This says “Be Omid e Khoda” meaning “With the hope of god’s attention” or “God willing”. Us Persian’s we say this before we start doing anything or when we are getting depressed or stressed or feeling going nowhere. There is always him being more powerful and able than anybody or anything else. Having trust on him and hope will bring his power to us and solves the problems. I am not too religious but I do believe in him and his eternal power and that is how I personally survive a lot with smile on my face.
Thank you Jenny for your beautiful and kind thoughts that initiated this moving message, thank you Hosein for your lovely work and for you too, Be Omid e Khoda - and for my Father who died at 4:00pm this afternoon.
This Francy and her husband of 30 years George and this is part of their love story. Please read this link. Re-blog please. I wish it was a happy ending can we make it one?
I wish I could do more to help than this - please read it everyone and do what you can.
I lay awake for a while last night thinking about the day, the piece I posted and as I often do, considering my position from different angles. I feel I may have been a little too polarised in my viewpoint, or if not polarised than omitting some important considerations. I said, “As I’ve discovered, the women not prone to this behaviour (catty and back stabbing) are the chronically insecure, that feel they have nothing to bring to the battle or the deeply secure, and they are a relative rarity.”
I would like to add that I believe the insecurity that drives this negative female behaviour is very common, and the behaviour itself is familiar enough that if you ask a woman, she will be able to say she’s seen it, probably often. I think there are women who are insecure, or even those that have nothing ‘to bring to battle,’ that overcome. They simply choose not to behave this way. It is possible to have good female friends, I have and many I know have also.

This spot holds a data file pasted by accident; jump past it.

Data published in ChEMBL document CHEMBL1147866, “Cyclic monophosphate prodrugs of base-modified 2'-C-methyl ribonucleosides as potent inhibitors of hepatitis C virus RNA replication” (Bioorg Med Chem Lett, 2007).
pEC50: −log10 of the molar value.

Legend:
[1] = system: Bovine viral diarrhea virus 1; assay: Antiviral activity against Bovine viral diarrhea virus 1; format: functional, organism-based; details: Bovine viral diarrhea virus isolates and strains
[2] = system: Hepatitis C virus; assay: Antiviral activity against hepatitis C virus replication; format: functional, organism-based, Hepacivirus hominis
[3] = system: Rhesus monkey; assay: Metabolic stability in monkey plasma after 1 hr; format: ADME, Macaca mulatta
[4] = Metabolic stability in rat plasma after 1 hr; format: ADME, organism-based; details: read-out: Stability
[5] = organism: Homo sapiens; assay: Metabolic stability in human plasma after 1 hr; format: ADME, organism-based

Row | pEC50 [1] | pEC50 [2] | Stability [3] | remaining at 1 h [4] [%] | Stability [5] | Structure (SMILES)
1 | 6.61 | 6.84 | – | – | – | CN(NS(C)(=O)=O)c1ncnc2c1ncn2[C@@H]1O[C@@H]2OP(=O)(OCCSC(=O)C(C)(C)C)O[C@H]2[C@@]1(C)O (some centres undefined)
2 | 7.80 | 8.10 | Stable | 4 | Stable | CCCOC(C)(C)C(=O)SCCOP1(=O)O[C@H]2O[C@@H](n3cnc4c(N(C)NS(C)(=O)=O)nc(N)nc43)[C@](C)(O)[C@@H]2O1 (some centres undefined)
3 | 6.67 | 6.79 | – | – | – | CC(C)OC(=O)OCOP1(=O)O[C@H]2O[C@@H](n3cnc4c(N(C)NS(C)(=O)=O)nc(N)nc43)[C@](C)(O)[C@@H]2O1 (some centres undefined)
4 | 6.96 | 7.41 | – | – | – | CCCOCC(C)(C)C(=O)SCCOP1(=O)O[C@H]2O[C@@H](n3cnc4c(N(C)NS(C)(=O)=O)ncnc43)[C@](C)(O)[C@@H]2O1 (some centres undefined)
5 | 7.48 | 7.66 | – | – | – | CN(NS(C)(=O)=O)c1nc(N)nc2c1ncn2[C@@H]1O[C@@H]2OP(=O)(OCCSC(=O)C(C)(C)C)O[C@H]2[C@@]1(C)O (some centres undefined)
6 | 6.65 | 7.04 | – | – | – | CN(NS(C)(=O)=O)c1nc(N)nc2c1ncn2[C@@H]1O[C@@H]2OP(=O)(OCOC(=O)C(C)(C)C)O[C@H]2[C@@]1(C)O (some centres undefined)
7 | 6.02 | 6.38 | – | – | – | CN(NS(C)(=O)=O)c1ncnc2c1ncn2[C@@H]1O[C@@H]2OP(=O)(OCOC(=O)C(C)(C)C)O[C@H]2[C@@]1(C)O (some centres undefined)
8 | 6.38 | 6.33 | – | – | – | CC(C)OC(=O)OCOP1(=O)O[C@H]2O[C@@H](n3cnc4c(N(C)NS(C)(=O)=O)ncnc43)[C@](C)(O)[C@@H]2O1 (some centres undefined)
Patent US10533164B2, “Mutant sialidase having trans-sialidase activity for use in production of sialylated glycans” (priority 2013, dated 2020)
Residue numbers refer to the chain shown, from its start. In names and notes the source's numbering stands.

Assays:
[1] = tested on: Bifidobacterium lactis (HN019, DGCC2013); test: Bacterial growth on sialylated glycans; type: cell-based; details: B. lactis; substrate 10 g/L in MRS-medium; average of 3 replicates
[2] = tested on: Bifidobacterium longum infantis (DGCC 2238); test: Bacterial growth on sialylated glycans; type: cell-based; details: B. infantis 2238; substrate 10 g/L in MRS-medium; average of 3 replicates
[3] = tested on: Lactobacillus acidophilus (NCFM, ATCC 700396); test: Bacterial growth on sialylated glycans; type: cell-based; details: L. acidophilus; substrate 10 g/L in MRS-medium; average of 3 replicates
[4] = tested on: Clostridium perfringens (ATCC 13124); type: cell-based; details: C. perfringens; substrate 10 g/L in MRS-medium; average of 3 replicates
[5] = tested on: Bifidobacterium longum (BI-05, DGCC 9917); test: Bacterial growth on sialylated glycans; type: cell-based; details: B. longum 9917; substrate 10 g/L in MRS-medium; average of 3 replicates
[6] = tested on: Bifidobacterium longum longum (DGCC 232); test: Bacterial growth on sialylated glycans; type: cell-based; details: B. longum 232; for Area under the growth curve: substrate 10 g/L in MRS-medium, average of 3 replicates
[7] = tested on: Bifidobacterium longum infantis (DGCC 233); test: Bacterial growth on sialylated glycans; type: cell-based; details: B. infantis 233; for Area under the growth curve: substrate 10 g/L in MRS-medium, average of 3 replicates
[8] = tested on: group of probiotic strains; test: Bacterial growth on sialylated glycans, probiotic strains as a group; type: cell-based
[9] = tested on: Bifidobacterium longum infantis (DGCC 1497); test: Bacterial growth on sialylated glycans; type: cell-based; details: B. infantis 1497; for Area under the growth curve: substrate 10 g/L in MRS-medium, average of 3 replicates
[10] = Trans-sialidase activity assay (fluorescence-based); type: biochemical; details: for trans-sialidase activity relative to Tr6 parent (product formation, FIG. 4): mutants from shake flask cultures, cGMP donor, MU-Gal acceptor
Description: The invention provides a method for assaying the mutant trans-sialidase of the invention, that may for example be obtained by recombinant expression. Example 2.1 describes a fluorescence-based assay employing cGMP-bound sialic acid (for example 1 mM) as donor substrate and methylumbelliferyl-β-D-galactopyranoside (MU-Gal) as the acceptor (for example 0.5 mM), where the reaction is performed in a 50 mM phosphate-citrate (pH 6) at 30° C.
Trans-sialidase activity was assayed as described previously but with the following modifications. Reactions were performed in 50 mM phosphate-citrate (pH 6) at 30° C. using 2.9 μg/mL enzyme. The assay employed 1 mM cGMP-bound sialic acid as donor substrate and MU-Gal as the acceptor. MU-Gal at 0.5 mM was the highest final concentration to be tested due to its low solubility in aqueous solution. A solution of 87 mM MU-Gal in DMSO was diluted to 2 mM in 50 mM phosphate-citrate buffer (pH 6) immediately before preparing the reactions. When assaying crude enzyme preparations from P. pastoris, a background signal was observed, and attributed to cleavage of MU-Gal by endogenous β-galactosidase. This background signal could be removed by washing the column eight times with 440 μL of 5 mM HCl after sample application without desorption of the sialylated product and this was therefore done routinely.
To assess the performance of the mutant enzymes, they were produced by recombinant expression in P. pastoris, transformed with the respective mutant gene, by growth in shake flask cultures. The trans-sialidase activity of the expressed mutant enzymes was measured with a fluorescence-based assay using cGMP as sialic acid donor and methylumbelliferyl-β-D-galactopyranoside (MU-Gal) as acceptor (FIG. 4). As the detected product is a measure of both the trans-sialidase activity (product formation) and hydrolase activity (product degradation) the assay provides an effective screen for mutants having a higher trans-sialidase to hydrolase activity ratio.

Now my comment about men, “This isn’t to suggest that men can’t or don’t play an important part in children’s lives because they can and do. Their hunting has been adapted to wage earning and protection to support.” Men also can and do more than just earning a wage and supporting their wives/partners and children. I know many men who are excellent fathers and husbands, involved in their children’s lives and interests and taking an active role in running the home.
I hope this brings balance to my piece. What are your thoughts about women and how they treat other women?
Click on the source link for the complete piece.
“A damning indictment of women maybe, but the truth is exposed. Our sensitivity, empathy, gentleness and other fine qualities when mixed with insecurity become a poison for friendship.”
© S. Marian, Sept.11, 2012
An excerpt from “The Female Exposed,” to be found on “A View From Outside the Box,” url: adialoge. Please follow the source link if you’ve ever wondered about the difference between women’s image and the reality and what lies beneath.
Aretha Franklin, “You Make Me Feel Like a Natural Woman. For more art prints: www.arts-wallpapers.com/nude_art/index.htm
“As (my daughter) gains experience, she has also acquired the wisdom and skills to deal with her own sex. I long to tell her that as she leaves childhood behind, she can say goodbye to girlish warfare. The wouldn’t be true though.”
© S. Marian, Sept. 11, 2012